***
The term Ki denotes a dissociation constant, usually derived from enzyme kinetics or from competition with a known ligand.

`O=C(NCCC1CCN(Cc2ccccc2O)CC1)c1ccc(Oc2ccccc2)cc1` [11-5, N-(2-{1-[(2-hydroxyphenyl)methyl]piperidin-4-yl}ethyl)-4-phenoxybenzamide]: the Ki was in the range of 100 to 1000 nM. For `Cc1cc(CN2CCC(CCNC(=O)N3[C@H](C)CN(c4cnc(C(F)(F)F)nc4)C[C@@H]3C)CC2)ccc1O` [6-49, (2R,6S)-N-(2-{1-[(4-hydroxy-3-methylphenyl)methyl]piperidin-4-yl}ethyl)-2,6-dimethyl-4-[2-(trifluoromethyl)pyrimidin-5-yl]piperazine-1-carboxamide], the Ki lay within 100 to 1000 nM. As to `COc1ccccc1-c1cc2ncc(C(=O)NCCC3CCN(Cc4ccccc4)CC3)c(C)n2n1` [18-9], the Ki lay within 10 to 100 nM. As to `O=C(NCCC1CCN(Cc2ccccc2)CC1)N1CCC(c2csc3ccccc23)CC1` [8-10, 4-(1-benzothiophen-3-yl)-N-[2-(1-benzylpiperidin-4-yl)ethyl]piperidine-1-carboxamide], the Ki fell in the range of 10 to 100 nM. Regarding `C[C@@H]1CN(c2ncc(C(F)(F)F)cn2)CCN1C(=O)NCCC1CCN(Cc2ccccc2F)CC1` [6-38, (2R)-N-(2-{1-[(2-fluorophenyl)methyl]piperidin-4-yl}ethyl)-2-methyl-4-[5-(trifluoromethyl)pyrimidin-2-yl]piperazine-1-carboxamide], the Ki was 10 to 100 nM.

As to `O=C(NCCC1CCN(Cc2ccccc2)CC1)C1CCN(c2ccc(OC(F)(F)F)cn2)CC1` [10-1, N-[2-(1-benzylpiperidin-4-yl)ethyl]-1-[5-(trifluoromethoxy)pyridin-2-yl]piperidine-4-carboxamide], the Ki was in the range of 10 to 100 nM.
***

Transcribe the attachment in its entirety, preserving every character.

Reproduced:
The term Ki denotes a dissociation constant, usually derived from enzyme kinetics or from competition with a known ligand.

`O=C(NCCC1CCN(Cc2ccccc2O)CC1)c1ccc(Oc2ccccc2)cc1` [11-5, N-(2-{1-[(2-hydroxyphenyl)methyl]piperidin-4-yl}ethyl)-4-phenoxybenzamide]: the Ki was in the range of 100 to 1000 nM. For `Cc1cc(CN2CCC(CCNC(=O)N3[C@H](C)CN(c4cnc(C(F)(F)F)nc4)C[C@@H]3C)CC2)ccc1O` [6-49, (2R,6S)-N-(2-{1-[(4-hydroxy-3-methylphenyl)methyl]piperidin-4-yl}ethyl)-2,6-dimethyl-4-[2-(trifluoromethyl)pyrimidin-5-yl]piperazine-1-carboxamide], the Ki lay within 100 to 1000 nM. As to `COc1ccccc1-c1cc2ncc(C(=O)NCCC3CCN(Cc4ccccc4)CC3)c(C)n2n1` [18-9], the Ki lay within 10 to 100 nM. As to `O=C(NCCC1CCN(Cc2ccccc2)CC1)N1CCC(c2csc3ccccc23)CC1` [8-10, 4-(1-benzothiophen-3-yl)-N-[2-(1-benzylpiperidin-4-yl)ethyl]piperidine-1-carboxamide], the Ki fell in the range of 10 to 100 nM. Regarding `C[C@@H]1CN(c2ncc(C(F)(F)F)cn2)CCN1C(=O)NCCC1CCN(Cc2ccccc2F)CC1` [6-38, (2R)-N-(2-{1-[(2-fluorophenyl)methyl]piperidin-4-yl}ethyl)-2-methyl-4-[5-(trifluoromethyl)pyrimidin-2-yl]piperazine-1-carboxamide], the Ki was 10 to 100 nM.

As to `O=C(NCCC1CCN(Cc2ccccc2)CC1)C1CCN(c2ccc(OC(F)(F)F)cn2)CC1` [10-1, N-[2-(1-benzylpiperidin-4-yl)ethyl]-1-[5-(trifluoromethoxy)pyridin-2-yl]piperidine-4-carboxamide], the Ki was in the range of 10 to 100 nM.